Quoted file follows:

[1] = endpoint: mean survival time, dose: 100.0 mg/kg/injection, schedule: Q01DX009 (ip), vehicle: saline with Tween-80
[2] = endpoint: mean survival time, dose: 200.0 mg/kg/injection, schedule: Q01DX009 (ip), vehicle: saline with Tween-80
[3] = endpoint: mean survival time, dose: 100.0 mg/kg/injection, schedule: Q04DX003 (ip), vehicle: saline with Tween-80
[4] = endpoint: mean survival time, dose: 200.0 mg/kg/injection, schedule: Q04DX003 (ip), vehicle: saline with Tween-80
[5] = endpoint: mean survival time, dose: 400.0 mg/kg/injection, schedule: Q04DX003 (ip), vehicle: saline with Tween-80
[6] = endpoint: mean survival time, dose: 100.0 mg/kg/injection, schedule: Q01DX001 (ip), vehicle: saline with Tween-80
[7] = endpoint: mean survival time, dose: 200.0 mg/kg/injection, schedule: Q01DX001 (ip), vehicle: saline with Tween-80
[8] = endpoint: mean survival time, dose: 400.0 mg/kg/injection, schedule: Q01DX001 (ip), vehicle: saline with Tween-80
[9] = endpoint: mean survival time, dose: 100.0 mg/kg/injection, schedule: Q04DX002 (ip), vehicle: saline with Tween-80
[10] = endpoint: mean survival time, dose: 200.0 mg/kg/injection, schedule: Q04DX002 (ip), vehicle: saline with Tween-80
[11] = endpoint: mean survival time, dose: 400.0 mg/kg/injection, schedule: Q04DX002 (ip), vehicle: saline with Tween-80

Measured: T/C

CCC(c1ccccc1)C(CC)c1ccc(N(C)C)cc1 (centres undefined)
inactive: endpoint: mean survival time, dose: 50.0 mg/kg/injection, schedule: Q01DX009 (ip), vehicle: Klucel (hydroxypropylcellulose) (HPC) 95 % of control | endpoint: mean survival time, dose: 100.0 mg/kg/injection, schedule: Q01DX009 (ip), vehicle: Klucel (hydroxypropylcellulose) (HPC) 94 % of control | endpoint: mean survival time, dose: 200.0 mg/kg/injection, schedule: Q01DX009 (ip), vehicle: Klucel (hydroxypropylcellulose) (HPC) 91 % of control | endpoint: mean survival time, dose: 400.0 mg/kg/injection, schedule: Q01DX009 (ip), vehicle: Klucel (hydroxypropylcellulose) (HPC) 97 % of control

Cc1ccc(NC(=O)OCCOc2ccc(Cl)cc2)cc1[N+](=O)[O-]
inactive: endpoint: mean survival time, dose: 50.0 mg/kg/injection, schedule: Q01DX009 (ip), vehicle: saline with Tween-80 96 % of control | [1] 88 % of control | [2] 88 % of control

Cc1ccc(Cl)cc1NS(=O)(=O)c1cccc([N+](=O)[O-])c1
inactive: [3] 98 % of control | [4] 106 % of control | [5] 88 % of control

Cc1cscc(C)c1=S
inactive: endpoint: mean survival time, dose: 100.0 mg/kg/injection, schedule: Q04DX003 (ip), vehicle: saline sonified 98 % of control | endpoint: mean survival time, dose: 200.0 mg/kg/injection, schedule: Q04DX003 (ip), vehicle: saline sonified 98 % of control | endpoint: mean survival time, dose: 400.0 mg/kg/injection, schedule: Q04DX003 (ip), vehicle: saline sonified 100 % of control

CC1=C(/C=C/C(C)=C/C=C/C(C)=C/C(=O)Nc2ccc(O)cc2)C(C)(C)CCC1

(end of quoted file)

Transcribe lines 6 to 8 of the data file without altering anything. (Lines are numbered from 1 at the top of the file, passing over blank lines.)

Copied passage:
[6] = endpoint: mean survival time, dose: 100.0 mg/kg/injection, schedule: Q01DX001 (ip), vehicle: saline with Tween-80
[7] = endpoint: mean survival time, dose: 200.0 mg/kg/injection, schedule: Q01DX001 (ip), vehicle: saline with Tween-80
[8] = endpoint: mean survival time, dose: 400.0 mg/kg/injection, schedule: Q01DX001 (ip), vehicle: saline with Tween-80